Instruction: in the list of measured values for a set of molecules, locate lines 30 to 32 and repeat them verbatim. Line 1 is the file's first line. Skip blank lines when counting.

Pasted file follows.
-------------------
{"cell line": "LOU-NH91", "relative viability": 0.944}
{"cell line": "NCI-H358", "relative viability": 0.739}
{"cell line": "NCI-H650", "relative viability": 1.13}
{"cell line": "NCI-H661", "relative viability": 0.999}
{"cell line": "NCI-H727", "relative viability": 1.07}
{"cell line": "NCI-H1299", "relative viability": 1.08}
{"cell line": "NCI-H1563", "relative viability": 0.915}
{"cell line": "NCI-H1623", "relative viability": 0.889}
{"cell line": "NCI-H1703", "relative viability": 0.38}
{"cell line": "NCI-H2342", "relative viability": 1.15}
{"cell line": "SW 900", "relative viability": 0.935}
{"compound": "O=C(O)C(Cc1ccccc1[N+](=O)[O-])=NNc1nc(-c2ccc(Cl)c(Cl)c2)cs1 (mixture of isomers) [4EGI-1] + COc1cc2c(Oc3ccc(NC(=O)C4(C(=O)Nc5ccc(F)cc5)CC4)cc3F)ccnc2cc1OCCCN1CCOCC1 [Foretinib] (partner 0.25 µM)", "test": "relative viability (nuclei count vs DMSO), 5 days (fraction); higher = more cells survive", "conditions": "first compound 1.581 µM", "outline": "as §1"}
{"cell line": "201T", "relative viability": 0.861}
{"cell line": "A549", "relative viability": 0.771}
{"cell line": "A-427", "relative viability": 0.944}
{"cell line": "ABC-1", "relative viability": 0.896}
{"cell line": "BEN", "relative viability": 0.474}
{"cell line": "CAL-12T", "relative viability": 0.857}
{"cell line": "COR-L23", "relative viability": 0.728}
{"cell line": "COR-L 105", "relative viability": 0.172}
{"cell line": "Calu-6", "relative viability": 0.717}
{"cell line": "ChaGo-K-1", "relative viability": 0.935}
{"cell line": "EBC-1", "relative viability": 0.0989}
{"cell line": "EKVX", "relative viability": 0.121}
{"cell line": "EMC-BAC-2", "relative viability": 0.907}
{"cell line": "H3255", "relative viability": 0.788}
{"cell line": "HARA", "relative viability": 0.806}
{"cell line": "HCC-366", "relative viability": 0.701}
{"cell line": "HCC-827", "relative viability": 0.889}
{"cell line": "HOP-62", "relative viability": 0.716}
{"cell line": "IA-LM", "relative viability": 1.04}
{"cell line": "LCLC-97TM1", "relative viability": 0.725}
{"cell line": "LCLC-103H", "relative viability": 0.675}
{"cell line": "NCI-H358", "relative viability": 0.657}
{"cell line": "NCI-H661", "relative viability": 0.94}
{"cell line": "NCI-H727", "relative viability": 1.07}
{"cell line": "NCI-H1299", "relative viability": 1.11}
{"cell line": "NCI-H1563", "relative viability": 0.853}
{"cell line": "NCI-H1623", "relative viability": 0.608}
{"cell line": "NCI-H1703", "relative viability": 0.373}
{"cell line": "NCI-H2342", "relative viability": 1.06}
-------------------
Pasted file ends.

{"cell line": "HOP-62", "relative viability": 0.716}
{"cell line": "IA-LM", "relative viability": 1.04}
{"cell line": "LCLC-97TM1", "relative viability": 0.725}